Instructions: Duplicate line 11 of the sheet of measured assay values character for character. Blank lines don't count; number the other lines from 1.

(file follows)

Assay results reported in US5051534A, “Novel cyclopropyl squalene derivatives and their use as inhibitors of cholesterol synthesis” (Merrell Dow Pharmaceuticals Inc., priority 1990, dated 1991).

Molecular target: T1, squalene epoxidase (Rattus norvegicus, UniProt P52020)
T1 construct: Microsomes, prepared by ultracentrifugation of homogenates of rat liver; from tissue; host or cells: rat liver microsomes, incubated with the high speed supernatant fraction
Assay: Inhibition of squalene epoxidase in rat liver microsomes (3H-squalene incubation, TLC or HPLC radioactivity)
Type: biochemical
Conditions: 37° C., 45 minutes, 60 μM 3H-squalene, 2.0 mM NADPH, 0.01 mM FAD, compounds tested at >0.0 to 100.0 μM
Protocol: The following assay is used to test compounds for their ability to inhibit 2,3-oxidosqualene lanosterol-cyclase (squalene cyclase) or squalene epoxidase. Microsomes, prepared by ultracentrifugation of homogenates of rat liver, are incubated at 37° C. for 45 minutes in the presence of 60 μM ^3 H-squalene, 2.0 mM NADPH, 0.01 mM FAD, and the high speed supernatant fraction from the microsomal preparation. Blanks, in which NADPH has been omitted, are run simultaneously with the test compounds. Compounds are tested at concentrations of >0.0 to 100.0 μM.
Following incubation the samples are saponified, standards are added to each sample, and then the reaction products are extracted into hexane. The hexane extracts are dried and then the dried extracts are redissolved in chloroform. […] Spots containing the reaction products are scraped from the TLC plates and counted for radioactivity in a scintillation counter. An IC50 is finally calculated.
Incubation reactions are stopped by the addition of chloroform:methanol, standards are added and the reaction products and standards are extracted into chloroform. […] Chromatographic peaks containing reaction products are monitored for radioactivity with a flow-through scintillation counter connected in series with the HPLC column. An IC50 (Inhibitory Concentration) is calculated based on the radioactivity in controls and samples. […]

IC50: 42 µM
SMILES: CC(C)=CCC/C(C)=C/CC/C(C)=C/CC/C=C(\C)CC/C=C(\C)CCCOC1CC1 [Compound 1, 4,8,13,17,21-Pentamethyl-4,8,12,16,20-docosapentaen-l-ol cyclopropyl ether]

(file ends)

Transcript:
SMILES: CC(C)=CCC/C(C)=C/CC/C(C)=C/CC/C=C(\C)CC/C=C(\C)CCCOC1CC1 [Compound 1, 4,8,13,17,21-Pentamethyl-4,8,12,16,20-docosapentaen-l-ol cyclopropyl ether]